We take a look at what critics have had to say about Lear deBessonet’s production starring Sara Bareilles and Gavin Creel.
The New York Times: “If the production’s style is minimal, it is never austere and on this mostly blank canvas, Lear deBessonet, aided by Lorin Latarro’s playful choreography, paints in rich and plentiful tones. Kindness is a watchword of deBessonet’s work, as seen in her many Public Works productions. A recognition of shared humanity, too. Here it seems to extend everywhere, to actors and audience both.”
Variety: “The revival that opened on Broadway Sunday night is not just a glorious lifeline for fans reawakening to the wonders of live performance after a long, dark hiatus. It’s a crystalline showcase for sensational performances from an all-star cast of marquee veterans, and a testament to the enduring genius of the beloved musical, now in its fourth Broadway incarnation since premiering in 1987. The biggest giant in the sky this time around is Sondheim himself, and exalting his legacy is the production’s unmistakable guiding principle.”
Deadline: “In a top-flight production, the 1986 musical is transcendent. And make no mistake: Whatever else this summer will be remembered for, we can say this: New Yorkers and visitors to this city currently have a chance to witness the transcendence of a musical theater masterpiece.”
New York Post: “You won’t soon forget Sara Bareilles’ perfect rendition of ‘Moments in the Woods’, a notoriously tricky song in which the Baker’s Wife tries to rationalise some taboo forest frolicking. The actress is so warm and thoughtful during the number, but also flies by the seat of her pants. I’ve never seen such a relatable interpretation — she’s the Baker’s Wife of Park Slope.”
Washington Post: “Stephen Sondheim and James Lapine’s urbane musical twist on fairy-tale endings gets a priceless Broadway revival.”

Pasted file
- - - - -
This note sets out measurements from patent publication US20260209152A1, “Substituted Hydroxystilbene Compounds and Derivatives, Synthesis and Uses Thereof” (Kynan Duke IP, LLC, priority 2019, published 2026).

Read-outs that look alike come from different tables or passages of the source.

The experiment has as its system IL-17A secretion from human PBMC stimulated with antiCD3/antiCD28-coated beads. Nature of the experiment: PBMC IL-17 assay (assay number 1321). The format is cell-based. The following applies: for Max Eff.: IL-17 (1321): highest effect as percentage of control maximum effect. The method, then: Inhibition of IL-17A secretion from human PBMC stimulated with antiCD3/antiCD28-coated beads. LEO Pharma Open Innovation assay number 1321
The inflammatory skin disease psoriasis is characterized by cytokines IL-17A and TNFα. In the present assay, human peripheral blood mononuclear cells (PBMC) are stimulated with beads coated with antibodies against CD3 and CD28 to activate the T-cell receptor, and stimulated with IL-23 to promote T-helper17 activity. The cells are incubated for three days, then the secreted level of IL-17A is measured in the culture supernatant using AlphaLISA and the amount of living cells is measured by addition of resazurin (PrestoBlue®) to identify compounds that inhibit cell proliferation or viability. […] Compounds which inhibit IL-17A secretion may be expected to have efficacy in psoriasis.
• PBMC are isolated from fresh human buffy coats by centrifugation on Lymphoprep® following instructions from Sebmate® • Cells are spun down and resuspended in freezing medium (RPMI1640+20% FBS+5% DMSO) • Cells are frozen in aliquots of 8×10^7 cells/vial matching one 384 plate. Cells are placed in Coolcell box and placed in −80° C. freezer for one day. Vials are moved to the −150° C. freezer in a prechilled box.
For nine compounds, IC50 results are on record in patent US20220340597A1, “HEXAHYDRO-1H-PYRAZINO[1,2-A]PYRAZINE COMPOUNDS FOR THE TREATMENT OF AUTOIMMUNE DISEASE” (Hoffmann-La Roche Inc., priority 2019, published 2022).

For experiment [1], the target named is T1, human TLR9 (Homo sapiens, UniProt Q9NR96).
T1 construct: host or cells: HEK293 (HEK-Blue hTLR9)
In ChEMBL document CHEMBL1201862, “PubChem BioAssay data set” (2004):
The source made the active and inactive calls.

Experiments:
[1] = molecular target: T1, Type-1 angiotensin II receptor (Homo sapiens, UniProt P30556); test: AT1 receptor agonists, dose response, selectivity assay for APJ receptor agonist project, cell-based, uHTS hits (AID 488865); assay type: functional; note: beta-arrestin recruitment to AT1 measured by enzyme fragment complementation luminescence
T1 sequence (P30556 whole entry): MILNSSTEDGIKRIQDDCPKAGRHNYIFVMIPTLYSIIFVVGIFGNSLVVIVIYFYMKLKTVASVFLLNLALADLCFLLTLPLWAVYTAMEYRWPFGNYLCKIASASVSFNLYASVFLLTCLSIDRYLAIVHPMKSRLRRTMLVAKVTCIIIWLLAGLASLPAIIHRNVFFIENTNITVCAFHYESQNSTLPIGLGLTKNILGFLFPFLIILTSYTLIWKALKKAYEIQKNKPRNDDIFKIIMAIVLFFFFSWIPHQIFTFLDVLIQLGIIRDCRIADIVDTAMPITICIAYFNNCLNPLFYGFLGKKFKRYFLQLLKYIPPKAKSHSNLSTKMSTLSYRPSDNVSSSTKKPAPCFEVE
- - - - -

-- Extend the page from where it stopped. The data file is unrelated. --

Hollywood Reporter: “David Rockwell’s simple but effective design initially consists of dollhouse versions of the homes of Cinderella, the Baker and Jack, suspended above their respective identifying props — a bucket, a pastry cart and a milking stool. But even those minimal elements disappear to be replaced by birch trunks and a shifting moon at the back of music director Rob Berman’s 14-piece orchestra, seated onstage behind the playing space. Hearing Jonathan Tunick’s shimmering orchestrations played — and sung — so exquisitely serves as a wonderful tribute to Sondheim, whose death last November left Broadway with an inconsolable sense of loss echoed in the somber moments of this show.”
Time Out: ★★★★ “True to its semi-concert roots, this production is low on spectacle. The trees of David Rockwell’s ghostly set are tall, pale, mottled tubes suspended from the ceiling over an onstage orchestra conducted with flair by Rob Berman. The choreography, by Lorin Latarro, is simple and well-judged. The costumes are a weak spot—even dialled up to Skittles brightness for the Broadway transfer, they are mostly dull and sometimes perversely indifferent to their function—but it hardly matters. The emphasis is on Sondheim’s twisting, punning, verbose score and on the easy charisma of the performers, who seem to be having an infectiously good time and who strike an expert balance between charming and sincere.”
New York Theatre Guide: ★★★★★ “Credit director Lear deBessonet for assembling a Broadway dream team (there have been changes since City Center) as well as her clear-eyed and uncluttered staging. The emphasis is squarely on the wall-to-wall wonders and wit of the script and score. Its familiar songs include ‘Children Will Listen’, ‘No More’, and ‘No One Is Alone’.
Vulture.com: “It’s an inventive piece of staging by deBessonet and her construction team and puppeteers. They give the lie to one more of those aphorisms: The difference between a cow and a bean / Is a bean can begin an adventure. So, it turns out, can anything, even a rare break of timing, the multi-million-dollar version of let’s-put-on-a-show scrappiness. Opportunity is not a lengthy visitor.”
The Wrap: “The stripped-down staging, with music director Rob Berman’s orchestra center stage and only the simplest of sets (by David Rockwell), certainly helps matters, and so does the star-studded cast of Tony winners (and some very talented newcomers) who seem to be vying mightily to steal the show from each other.”